Image Credit: Lilee Systems

Lilee Systems is a provider of mobile connectivity software and cloud-based networking, a modern heritage or pedigree that should give it a good foundation to deliver for the Internet of Things (IoT).

Named in deference to its originators (a Mr Li and a Mr Lee) Lilee Systems has announced a new software offering (the firm calls it a ‘platform’) intended to serve mobile (such as transport fleet) and fixed (such as retail) distributed enterprise application networking, development and data connectivity tasks.

The TransAir STS series gateways and T-Cloud platform is designed to help network, track, control and interact with mobile and fixed assets.

IoT distributed assets

The firm’s Lilee STS gateways offer multiple wired and wireless connectivity options and are installed in ‘distributed assets’ — in this case that could mean on a bus or in a retail store.

STS in this case meaning Security-Token-Service.

These STS gateways include an onboard application engine that enables enterprise applications to run in a fog-computing architecture i.e. integrating on-site and in-cloud computing.

“Lilee T-Cloud is a cloud-based solution that provides network management, autoprovisioning and the ability for third-party software providers to integrate with STS gateways. Connection to T-Cloud, via LTE-A, Wi-Fi or Ethernet, allows operators continuous remote access to IoT data, analytics, and the ability to perform critical asset management functions including zero-touch on-board application upgrades and configuration,” said the firm, in a press statement.

Mini ‘use case’ study

In an example use case for a corporate shuttle fleet, the STS gateway can support intelligent, coordinated incident response. If there is a situation onboard, the driver can press an alert button to notify the district office via a tablet connected through Wi-Fi or a physical button on the vehicle connected through the digital I/O. An application running on the onboard processor can then activate a network video recorder (NVR) connected to the application engine to stream IP camera data via LTE-A broadband to the district dispatcher for assessment.  If the local police department is dispatched, the GPS on the STS provides location data for responders.

“A new generation of intelligent connectivity, provisioning and management solutions are needed to drive adoption of IoT into a wider range of markets, such as first responders, retail, and smart cities,” said Vikrant Gandhi, industry director of Information & Communication Technologies (ICT) at Frost & Sullivan.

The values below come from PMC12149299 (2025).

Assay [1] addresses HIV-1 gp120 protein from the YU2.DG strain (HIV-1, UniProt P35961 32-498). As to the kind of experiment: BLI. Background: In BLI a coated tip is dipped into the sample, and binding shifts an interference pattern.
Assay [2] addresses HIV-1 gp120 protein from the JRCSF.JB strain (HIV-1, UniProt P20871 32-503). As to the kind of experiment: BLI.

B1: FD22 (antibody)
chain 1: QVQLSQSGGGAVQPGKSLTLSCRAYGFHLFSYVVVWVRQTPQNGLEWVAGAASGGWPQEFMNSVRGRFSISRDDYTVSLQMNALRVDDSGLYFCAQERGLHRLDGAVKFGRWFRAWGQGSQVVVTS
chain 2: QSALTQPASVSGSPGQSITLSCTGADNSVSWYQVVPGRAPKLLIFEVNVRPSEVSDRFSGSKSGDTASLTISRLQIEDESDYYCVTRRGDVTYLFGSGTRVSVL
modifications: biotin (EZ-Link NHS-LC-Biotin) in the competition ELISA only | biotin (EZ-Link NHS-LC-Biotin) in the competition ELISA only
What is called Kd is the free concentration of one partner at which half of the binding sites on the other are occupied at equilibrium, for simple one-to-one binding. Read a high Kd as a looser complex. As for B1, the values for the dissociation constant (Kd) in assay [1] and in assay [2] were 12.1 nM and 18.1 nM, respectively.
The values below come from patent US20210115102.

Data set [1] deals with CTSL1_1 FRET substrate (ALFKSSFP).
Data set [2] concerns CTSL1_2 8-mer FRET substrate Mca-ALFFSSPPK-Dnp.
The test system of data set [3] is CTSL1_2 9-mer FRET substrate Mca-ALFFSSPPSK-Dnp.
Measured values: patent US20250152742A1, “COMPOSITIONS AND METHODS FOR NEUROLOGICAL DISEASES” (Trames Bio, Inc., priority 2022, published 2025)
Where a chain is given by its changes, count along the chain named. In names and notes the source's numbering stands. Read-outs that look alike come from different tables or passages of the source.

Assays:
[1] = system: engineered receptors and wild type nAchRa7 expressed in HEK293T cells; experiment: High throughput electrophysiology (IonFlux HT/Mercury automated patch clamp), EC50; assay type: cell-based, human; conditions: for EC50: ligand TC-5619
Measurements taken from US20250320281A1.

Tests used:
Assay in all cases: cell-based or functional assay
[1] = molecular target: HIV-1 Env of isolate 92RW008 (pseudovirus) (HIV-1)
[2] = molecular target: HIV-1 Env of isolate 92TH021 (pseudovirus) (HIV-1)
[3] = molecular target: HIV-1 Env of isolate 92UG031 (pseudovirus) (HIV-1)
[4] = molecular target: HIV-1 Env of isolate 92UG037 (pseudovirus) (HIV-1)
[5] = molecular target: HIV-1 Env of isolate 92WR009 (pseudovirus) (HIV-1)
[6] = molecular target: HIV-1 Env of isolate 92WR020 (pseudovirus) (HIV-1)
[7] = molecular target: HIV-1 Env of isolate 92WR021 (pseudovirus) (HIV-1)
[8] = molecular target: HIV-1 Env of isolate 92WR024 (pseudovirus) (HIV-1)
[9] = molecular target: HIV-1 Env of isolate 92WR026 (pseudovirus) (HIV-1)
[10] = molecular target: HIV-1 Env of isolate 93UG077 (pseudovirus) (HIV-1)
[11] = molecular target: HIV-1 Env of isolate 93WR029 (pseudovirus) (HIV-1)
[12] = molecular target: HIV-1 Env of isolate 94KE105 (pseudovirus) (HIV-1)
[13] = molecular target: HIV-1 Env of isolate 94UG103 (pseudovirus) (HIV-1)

“For distributed enterprises to take maximum advantage of IoT, it is critical to have in place highly reliable, high-bandwidth mobile connectivity in a dramatically smaller form factor, combined with the flexibility to perform diagnostics and analytics anywhere decision makers want – such as on-site or at a central location. Lilee’s new STS Series of fog computing gateways achieve this goal and set a new standard for value in the distributed enterprise.”

Windows, Linux & Android

Lilee has adopted an open, standards-based design allowing flexible, extensible use of the STS series gateway. The application engine supports Windows, Linux, and Android, enabling IT departments to run a wide range of enterprise applications of their choosing.

“For many distributed enterprises, from transportation and commercial fleets to retailers to remote networked equipment, IT departments struggle to manage a network that connects hundreds of locations one node at a time,” said John Marshall, senior vice president, sales and marketing at Lilee Systems. “Many enterprise IT departments do not have the resources to support remote sites or mobile fleets. Lilee’s solution represents a breakthrough and step forward in connectivity for the proliferating number of manned and M2M nodes across distributed enterprises.”


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I am a technology journalist with over two decades of press experience. Primarily I work as a news analysis writer dedicated to a software application development ‘beat’; but, in a fluid media world, I am also an analyst, technology evangelist and content consultant. As the previously narrow discipline of programming now extends across a wider transept of the enterprise IT landscape, my own editorial purview has also broadened. I have spent much of the last ten years also focusing on open source, data analytics and intelligence, cloud computing, mobile devices and data management. I have an extensive background in communications starting in print media, newspapers and also television. If anything, this gives me enough man-hours of cynical world-weary experience to separate the spin from the substance, even when the products are shiny and new.